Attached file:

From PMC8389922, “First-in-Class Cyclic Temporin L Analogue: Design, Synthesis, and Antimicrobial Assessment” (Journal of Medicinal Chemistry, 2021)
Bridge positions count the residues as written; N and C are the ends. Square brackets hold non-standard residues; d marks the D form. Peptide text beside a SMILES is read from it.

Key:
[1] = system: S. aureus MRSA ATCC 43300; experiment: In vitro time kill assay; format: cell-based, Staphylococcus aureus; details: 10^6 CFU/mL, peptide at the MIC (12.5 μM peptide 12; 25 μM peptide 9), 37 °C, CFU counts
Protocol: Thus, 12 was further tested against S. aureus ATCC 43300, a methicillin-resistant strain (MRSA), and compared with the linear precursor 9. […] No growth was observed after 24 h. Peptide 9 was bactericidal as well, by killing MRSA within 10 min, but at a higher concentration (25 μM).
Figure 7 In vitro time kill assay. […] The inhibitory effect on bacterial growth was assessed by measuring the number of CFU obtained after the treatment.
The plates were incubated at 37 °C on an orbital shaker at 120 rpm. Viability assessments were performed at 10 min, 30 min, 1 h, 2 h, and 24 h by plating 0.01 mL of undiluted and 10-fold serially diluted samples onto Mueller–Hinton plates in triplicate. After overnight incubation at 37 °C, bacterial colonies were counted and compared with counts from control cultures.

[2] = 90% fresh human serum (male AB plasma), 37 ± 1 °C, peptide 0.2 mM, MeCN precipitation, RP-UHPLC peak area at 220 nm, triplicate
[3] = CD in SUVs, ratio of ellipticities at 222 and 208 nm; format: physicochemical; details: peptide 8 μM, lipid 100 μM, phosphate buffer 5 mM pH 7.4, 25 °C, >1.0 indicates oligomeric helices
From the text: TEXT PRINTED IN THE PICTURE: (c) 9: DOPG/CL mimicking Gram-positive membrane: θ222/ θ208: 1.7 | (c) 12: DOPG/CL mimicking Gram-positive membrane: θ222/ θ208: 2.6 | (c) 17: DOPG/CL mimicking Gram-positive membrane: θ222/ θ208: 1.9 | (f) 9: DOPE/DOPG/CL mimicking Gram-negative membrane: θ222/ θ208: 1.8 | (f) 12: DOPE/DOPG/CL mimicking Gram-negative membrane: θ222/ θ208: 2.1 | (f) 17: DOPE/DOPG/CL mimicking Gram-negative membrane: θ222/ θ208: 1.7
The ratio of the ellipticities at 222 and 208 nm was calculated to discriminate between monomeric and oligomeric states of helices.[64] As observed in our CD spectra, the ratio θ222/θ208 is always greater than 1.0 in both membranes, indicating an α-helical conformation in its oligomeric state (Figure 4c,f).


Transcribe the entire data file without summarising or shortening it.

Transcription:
From PMC8389922, “First-in-Class Cyclic Temporin L Analogue: Design, Synthesis, and Antimicrobial Assessment” (Journal of Medicinal Chemistry, 2021)
Bridge positions count the residues as written; N and C are the ends. Square brackets hold non-standard residues; d marks the D form. Peptide text beside a SMILES is read from it.

Key:
[1] = system: S. aureus MRSA ATCC 43300; experiment: In vitro time kill assay; format: cell-based, Staphylococcus aureus; details: 10^6 CFU/mL, peptide at the MIC (12.5 μM peptide 12; 25 μM peptide 9), 37 °C, CFU counts
Protocol: Thus, 12 was further tested against S. aureus ATCC 43300, a methicillin-resistant strain (MRSA), and compared with the linear precursor 9. […] No growth was observed after 24 h. Peptide 9 was bactericidal as well, by killing MRSA within 10 min, but at a higher concentration (25 μM).
Figure 7 In vitro time kill assay. […] The inhibitory effect on bacterial growth was assessed by measuring the number of CFU obtained after the treatment.
The plates were incubated at 37 °C on an orbital shaker at 120 rpm. Viability assessments were performed at 10 min, 30 min, 1 h, 2 h, and 24 h by plating 0.01 mL of undiluted and 10-fold serially diluted samples onto Mueller–Hinton plates in triplicate. After overnight incubation at 37 °C, bacterial colonies were counted and compared with counts from control cultures.

[2] = 90% fresh human serum (male AB plasma), 37 ± 1 °C, peptide 0.2 mM, MeCN precipitation, RP-UHPLC peak area at 220 nm, triplicate
[3] = CD in SUVs, ratio of ellipticities at 222 and 208 nm; format: physicochemical; details: peptide 8 μM, lipid 100 μM, phosphate buffer 5 mM pH 7.4, 25 °C, >1.0 indicates oligomeric helices
From the text: TEXT PRINTED IN THE PICTURE: (c) 9: DOPG/CL mimicking Gram-positive membrane: θ222/ θ208: 1.7 | (c) 12: DOPG/CL mimicking Gram-positive membrane: θ222/ θ208: 2.6 | (c) 17: DOPG/CL mimicking Gram-positive membrane: θ222/ θ208: 1.9 | (f) 9: DOPE/DOPG/CL mimicking Gram-negative membrane: θ222/ θ208: 1.8 | (f) 12: DOPE/DOPG/CL mimicking Gram-negative membrane: θ222/ θ208: 2.1 | (f) 17: DOPE/DOPG/CL mimicking Gram-negative membrane: θ222/ θ208: 1.7
The ratio of the ellipticities at 222 and 208 nm was calculated to discriminate between monomeric and oligomeric states of helices.[64] As observed in our CD spectra, the ratio θ222/θ208 is always greater than 1.0 in both membranes, indicating an α-helical conformation in its oligomeric state (Figure 4c,f).